Sitting on the watchmaker’s bench, two things became apparent; that finger condoms (cots) choke the blood out of my fingers and looking through a loupe with just one eye gives you no depth perception when you need it most. For several days I took instruction from a master watchmaker while I and an aBlogtoWatch reader were guests of Frederique Constant in Geneva putting together our first watch movement. It was a thrilling experience, and one that few people will ever receive, even if they pay for it. Unless they go to a watch making school that is.
Technical Director and watchmaker Pim Koeslag is Dutch, and so is Peter Stas, who is the founder of Frederique Constant (with his wife Aletta). The manufacture which also houses sister brand Alpina is nestled (quite literally in the middle) of several famous manufactures in Geneva including Piaget, Vacheron Constantin, Rolex, and Patek Philippe. Pim started working with Peter when Frederique Constant was getting serious about making in-house movements, which increasingly constitute the calibers in their watches. A planned expansion is due for the manufacture soon, and more movements will be in-house made versus sourced from Swiss makers such as Sellita. For Stas, producing movements in-house seems to serve more practical reasons than the marketing-related statements from other brands on increasing the value proposition of their products. In manufacturing, producing things yourself is cheaper, faster, and more reliable. Frederique Constant aims to offer some of the best in-house made movements at the most reasonable prices, and so far they are doing a great job of it with a number of sub $3,000 watches that include their own movements.
So what was I doing at Frederique Constant with a reader, taking valuable watchmaker space? Watch brands don’t just invite people to occupy their production space to play around with watch making. It isn’t something you can pay for, and even company employees and VIP collectors only get access to special outside workshops and classes. We however sat among the other watchmakers during business as normal trying to quickly learn the ins and outs of movement assembly. It was part of a giveaway we did back in December of 2012 where (among other things), I was to join a lucky reader in Geneva and make a timepiece at Frederique Constant. It was a rare treat and doing so was a novel experience for both myself, the reader, and the people at Frederique Constant.
The movement we got to assemble was a Frederique Constant caliber FC-705. The new automatic with date and moon phase that sits inside the 2013 Slimline Moonphase Automatic watch. With just a few days to work on the movement, we admittedly didn’t do each and every step because the entire process simply takes longer than that. However, we did get to experience everything from CNC machining the movement mainplate to final testing and quality control.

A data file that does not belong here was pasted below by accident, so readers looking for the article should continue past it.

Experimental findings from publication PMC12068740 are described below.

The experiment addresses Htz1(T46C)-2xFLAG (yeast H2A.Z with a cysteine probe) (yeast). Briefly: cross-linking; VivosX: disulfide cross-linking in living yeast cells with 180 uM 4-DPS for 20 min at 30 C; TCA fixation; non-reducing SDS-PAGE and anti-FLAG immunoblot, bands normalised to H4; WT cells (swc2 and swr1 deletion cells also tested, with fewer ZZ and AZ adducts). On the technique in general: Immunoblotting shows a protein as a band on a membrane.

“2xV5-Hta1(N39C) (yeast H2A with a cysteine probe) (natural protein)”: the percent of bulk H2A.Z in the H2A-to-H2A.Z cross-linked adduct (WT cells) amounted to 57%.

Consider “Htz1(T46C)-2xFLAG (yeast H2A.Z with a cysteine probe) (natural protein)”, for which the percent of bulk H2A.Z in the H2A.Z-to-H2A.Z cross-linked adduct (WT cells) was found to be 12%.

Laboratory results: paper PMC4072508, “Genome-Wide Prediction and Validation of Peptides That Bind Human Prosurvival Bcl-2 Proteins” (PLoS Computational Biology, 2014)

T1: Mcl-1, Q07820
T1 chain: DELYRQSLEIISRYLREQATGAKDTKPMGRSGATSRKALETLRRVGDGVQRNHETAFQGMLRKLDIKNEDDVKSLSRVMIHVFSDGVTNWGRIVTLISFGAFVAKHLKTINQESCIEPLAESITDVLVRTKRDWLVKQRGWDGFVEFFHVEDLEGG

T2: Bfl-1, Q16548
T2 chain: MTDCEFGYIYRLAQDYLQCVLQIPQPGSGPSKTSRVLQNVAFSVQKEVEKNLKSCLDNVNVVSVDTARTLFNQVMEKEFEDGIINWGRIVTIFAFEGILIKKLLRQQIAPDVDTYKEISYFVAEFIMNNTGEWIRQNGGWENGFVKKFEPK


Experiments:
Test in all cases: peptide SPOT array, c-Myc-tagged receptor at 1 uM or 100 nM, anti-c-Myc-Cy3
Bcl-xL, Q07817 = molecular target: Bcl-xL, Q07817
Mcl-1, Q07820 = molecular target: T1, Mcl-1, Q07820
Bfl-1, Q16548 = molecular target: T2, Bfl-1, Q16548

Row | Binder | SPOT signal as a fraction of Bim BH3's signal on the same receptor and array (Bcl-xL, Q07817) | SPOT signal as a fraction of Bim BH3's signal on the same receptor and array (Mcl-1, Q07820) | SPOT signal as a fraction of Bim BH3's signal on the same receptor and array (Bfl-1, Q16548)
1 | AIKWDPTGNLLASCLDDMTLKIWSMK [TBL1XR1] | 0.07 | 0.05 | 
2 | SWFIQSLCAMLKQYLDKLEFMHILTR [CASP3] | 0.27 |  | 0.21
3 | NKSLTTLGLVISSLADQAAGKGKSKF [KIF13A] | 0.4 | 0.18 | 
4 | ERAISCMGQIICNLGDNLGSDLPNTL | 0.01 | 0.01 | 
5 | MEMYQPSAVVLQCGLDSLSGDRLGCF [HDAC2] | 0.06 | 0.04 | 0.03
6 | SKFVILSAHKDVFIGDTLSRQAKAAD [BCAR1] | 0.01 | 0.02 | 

The large number of pieces inside of each watch movement means that production delays can be frequent if there is an issue with just one piece. Tolerances are minimal and with size an issue, Swiss watch movements are designed for each piece to fit together snugly. Movements are cleverly designed, something that has been refined over decades and decades, to be machines that can be logically assembled en masse, albeit by trained professionals. That means that there is a certain industrial logic to most movements. Sure, some are unique creations that need huge amounts of tinkering to get right, but in most instances, the design of a movement and its prototyping and testing is much more complicated than the assembly of the completed, industrialized product. Nevertheless, like I said, they are by no means easy to assemble. Watchmaker school averages about four years, and once you are put to the task of assembly, you quickly find out why.
I want to broach a topic that is often left out of conversations, “what is different about an ETA movement versus many in-house movements.” Oftentimes very little. There are only so many effective movement configurations possible. The basic arrangement of movements and their designs are staggeringly similar from movement to movement – though even minor differences require completely different parts. Brands have the ability to design plates and bridges differently, but when it comes down to it, the mechanical watch movement of today is surprisingly similar to that of yesterday. The difference is in the materials used and the techniques to make all the parts. And from brand to brand, like car engines, it is easy to recognize the basic parts of each movement. For that reason I caution people to relax when a brand boasts about a “brand new movement that has been redesigned from the ground up.” Sure, movements can be improved and refined in dozens of ways, but unless new features are added, don’t expect marvelous novelties each time a watchmaker releases something new.